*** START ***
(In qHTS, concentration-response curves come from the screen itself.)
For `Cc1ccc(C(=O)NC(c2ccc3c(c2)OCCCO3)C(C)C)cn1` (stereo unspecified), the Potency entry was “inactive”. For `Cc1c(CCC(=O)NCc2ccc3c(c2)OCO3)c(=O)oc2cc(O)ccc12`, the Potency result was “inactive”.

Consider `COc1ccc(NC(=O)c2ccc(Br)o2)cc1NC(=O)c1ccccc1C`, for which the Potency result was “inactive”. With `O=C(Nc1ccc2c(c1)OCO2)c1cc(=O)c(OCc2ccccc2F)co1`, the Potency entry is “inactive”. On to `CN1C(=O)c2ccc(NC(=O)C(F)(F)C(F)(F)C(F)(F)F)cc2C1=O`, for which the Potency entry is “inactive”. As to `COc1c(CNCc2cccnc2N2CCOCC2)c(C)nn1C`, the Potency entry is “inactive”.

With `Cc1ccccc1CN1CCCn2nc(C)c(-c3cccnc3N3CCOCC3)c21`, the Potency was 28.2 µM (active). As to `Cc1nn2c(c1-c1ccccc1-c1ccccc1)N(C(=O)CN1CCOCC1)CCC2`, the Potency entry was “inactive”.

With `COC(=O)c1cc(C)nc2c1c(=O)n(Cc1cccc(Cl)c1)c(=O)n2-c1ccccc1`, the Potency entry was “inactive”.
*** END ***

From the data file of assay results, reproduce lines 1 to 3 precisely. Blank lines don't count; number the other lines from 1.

(In qHTS, concentration-response curves come from the screen itself.)
For `Cc1ccc(C(=O)NC(c2ccc3c(c2)OCCCO3)C(C)C)cn1` (stereo unspecified), the Potency entry was “inactive”. For `Cc1c(CCC(=O)NCc2ccc3c(c2)OCO3)c(=O)oc2cc(O)ccc12`, the Potency result was “inactive”.

Consider `COc1ccc(NC(=O)c2ccc(Br)o2)cc1NC(=O)c1ccccc1C`, for which the Potency result was “inactive”. With `O=C(Nc1ccc2c(c1)OCO2)c1cc(=O)c(OCc2ccccc2F)co1`, the Potency entry is “inactive”. On to `CN1C(=O)c2ccc(NC(=O)C(F)(F)C(F)(F)C(F)(F)F)cc2C1=O`, for which the Potency entry is “inactive”. As to `COc1c(CNCc2cccnc2N2CCOCC2)c(C)nn1C`, the Potency entry is “inactive”.